Crystal 20 may be modeled using an electrical model. More specifically, a given crystal resonator may be modeled as a capacitor and an inductor coupled in series between the terminals of the crystal. This electrical model also includes a capacitor that is connected in parallel to the series combination of the capacitor and the inductor, and is thus connected between the terminals of the crystal. Accordingly, the fundamental mode of oscillation of analog clock circuit 10 that includes crystal 20 is that of a series resistance inductance capacitance (RLC)-type oscillator in which a large sinusoidal current I flows through load capacitors C1 and C2 and crystal 20. The V1 voltage is described by the following equation:
The V2 voltage is described by the following equation:
For embodiments of the invention in which the V2 voltage is taken as the reference signal, any step change in the capacitance C2 results in a step change in the V2 voltage, when it is assumed that the amplitude of the I current remains constant. The I current, in fact, remains relatively constant in amplitude because the bulk of the I current that flows through crystal 20 ends up flowing through the inductor in the model of crystal 20.
Referring now to
That is, in embodiments in which load capacitors are implemented on-chip, they may be programmable so that clock circuit 100 may provide a desired reference clock using different types of associated crystals. In such manner, different customer's requirements (e.g., with respect to crystal selection and reference clock frequency) may be met. Furthermore, in embodiments in which clock circuit 100 is an RTC1 it is to remain in operation even when other blocks of an IC including clock circuit 100 are not operating. For this reason, in various embodiments values corresponding to control signals 60 may be stored in digital portion 110. As will be discussed further below, digital portion 100 may store an initial value for control signals 60 that may then be later updated by system software when system software begins operation.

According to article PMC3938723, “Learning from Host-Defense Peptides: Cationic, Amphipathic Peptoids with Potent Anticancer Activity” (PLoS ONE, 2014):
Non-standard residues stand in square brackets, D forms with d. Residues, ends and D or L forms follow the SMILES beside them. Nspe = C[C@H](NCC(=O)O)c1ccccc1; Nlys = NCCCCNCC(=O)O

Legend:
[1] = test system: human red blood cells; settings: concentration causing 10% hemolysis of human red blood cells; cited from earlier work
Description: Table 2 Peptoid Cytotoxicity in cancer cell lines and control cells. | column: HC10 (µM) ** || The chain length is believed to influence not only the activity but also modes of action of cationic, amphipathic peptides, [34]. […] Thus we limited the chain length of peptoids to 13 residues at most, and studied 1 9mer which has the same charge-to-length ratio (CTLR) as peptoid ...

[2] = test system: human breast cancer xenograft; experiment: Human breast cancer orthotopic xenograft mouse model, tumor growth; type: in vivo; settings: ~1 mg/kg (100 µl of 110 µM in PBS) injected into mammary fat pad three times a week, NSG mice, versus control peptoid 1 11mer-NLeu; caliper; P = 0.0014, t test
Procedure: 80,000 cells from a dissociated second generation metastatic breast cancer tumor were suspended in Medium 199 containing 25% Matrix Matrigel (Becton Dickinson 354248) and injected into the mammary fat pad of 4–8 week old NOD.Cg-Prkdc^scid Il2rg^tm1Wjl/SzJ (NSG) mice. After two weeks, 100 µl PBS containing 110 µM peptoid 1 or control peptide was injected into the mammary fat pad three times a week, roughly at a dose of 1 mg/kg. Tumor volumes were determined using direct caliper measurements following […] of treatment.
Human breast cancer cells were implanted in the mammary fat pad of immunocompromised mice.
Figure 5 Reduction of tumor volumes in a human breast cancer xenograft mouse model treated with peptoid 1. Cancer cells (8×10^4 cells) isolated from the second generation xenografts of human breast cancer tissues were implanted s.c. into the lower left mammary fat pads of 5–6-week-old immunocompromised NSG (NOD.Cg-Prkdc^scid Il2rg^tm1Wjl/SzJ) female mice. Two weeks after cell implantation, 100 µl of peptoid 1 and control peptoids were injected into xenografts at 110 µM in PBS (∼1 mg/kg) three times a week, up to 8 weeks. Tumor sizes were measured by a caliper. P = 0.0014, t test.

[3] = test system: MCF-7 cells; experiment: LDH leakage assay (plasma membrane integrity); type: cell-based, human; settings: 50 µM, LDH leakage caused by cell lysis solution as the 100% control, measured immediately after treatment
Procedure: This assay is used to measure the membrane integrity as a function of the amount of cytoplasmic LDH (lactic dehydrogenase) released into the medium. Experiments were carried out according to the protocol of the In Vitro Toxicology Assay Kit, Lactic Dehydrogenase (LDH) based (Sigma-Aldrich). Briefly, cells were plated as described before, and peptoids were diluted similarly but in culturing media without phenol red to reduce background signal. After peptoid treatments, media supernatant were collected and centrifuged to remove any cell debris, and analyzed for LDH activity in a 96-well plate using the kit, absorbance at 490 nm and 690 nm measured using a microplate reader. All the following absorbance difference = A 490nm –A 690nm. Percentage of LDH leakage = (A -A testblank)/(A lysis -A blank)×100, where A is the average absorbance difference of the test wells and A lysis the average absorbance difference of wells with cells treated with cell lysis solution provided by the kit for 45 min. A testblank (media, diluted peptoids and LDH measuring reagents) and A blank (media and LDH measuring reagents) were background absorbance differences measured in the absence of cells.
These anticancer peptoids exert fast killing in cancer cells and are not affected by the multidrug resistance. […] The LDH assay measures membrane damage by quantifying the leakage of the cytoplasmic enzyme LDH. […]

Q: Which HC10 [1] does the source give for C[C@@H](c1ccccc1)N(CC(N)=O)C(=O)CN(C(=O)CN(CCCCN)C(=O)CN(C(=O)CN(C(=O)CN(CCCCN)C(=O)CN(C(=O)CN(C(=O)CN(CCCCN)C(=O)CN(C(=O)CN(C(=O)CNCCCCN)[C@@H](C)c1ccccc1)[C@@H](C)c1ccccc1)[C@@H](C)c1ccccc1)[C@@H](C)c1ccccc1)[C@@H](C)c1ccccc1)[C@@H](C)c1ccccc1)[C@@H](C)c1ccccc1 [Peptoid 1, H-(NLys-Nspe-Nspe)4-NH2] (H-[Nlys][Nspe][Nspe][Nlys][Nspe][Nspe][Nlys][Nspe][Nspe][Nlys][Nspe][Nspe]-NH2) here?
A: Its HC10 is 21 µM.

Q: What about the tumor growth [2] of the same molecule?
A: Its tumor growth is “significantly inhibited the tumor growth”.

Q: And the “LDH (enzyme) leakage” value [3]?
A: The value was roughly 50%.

Specifically, registers 115 within digital portion 110 may store a control value for load capacitors C1 and C2 of analog clock circuit 10. As an example, a plurality of registers 115 may be present in digital portion 110, each of which may store a single bit to be used in controlling the load capacitors. In one embodiment, registers 115 each may be a storage device such as a D-type flip-flop, although the scope of the present invention is not so limited. Digital portion 110 may include additional registers that perform other functions, such as real time clock functions. Furthermore, other registers and logic within digital portion 110 may be used to receive reference clock 50 and provide the reference clock and/or processed variations of the clock to other circuitry to which clock circuit 100 is coupled.
In one embodiment, three registers 115 may be included in digital portion 110 and may each provide a single bit value to analog clock circuit 10 via control signals 60. In turn, control signals 60 may be used in analog clock circuit 10 to control the capacitance of load capacitors C1 and C2, as will be described further below.
As further shown in
In embodiments in which clock circuit 100 is a real time clock, the circuit 100 is typically the first block on an IC to begin operation and furthermore it remains in operation while all other blocks on the chip are powered down. Accordingly, the load capacitors (within analog portion 10) may be controlled to have an initial value upon initial powering of clock circuit 100 (i.e., before a remainder of the IC is powered on), so that a reference clock can be generated. In various embodiments, programming the initial capacitor values may be performed upon initial powering by a main power supply. Thus, on initial powering up of clock circuit 100, registers 115 may be set with an initial value that is provided as control signals 60 to analog clock circuit 10 to allow it to begin oscillating and provide a reference clock. When the reference clock is provided to digital portion 110 (and other blocks of a system), additional system functionality can occur.
In one embodiment, on first powering of clock circuit 100 (i.e., by application of VRTC) registers 115 may store initial values to enable initial programming of load capacitors C1 and C2. In one embodiment, power on reset circuit 120 may generate a reset signal that can be used to set initial register values for registers 115. To provide this ability, power on reset circuit 120 may include delay circuitry such that its output is delayed by a short time from its receipt of the supply voltage (i.e., VRTC). For example, in one embodiment power on reset circuit 120 may include a resistor-capacitor (RC) circuit to provide a short delay between receipt of the supply voltage and output of the reset signal. This delay allows the supply voltage to be received by digital portion 110, and to power up registers 115. While the time delay may vary, in some embodiments a delay of between approximately 5 microseconds (μs) and 100 μs may be provided.